Abstract 18133: Between- and Within-Person Changes in Weight and Cardiorespiratory Fitness and the Effect on Blood Pressure and Lipids in Men and Women From the Cooper Center Longitudinal Study
Introduction: Cardiovascular disease (CVD) is the leading cause of death in the U.S. Controlling risk factors such as hypertension and dyslipidemia by maintaining a healthy weight and achieving an adequate level of cardiorespiratory fitness (CRF) could result in improvements in cardiovascular health. The Cooper Center Longitudinal Study is the most extensive resource available for evaluating the simultaneous effects of changes in weight and CRF on CVD risk factors.
Objective: The purpose of this study was to evaluate the within-person relationships between body weight, CRF, and CVD risk factors, while controlling for the corresponding between-person relationships. We hypothesized that increases in weight and decreases in CRF over a ten-year time period would result in detrimental effects on blood pressure and lipids, and vice-versa.
Methods: The study sample consisted of 4,439 men and 651 women who had at least 5 preventive medical examinations during any ten year period from 1977 to 2006. The examination included a maximal exercise test, anthropometric and clinical measures, and a medical history questionnaire. Linear mixed-effects regression was used to model the cardiovascular risk factors over time, providing estimates of between- and within-person effects.
Results: Aging alone did not significantly predict changes in CVD risk factors in women or men after adjustment for covariates including CRF and weight, with the exception of total and LDL cholesterol in men. Increases in body weight were associated with increases in systolic and diastolic blood pressure, total cholesterol, LDL, and triglycerides and decreases in HDL in women and men. The largest effect of weight gain for women and men was seen in triglycerides, with a 2.29 mg/dL and 3.57 mg/dL increase per pound of weight gained per year, respectively (P < 0.001). Increases in CRF were associated with improvements in diastolic blood pressure [-0.39 mmHg (women); -0.10 mmHg (men)] and HDL [0.35 mg/dL (women); 0.63 mg/dL (men)] over time and in triglycerides (-2.26 mg/dL) in men only (P < 0.05 for all).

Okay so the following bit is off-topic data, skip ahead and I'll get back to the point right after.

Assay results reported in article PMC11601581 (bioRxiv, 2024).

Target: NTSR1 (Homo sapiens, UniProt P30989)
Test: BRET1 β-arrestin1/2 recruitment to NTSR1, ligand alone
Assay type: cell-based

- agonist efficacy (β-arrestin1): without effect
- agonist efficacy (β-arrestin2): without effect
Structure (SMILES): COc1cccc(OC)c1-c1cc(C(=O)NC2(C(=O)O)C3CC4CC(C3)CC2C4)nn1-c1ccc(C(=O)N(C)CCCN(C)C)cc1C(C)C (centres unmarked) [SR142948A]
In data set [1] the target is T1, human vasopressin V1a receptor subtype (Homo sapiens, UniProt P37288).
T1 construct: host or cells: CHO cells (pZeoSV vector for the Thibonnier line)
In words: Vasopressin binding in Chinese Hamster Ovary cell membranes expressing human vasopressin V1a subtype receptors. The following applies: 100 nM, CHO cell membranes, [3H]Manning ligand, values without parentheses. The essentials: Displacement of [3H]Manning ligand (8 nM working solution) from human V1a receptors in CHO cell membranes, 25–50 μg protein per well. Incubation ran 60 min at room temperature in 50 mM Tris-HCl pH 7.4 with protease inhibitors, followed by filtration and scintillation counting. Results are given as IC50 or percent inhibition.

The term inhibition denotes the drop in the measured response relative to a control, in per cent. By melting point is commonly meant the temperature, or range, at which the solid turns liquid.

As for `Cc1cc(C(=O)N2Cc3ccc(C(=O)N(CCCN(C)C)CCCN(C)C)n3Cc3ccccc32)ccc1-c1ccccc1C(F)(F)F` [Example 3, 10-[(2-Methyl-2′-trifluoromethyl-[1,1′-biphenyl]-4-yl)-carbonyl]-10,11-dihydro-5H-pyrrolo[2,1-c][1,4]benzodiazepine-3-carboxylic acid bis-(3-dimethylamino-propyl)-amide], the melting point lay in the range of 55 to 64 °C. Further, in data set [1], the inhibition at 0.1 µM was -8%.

Conclusion: Changes in body weight over a ten year period predicted changes in all CVD risk factors examined in women and men; whereas changes in CRF predicted changes in diastolic blood pressure and HDL.
- © 2013 by American Heart Association, Inc.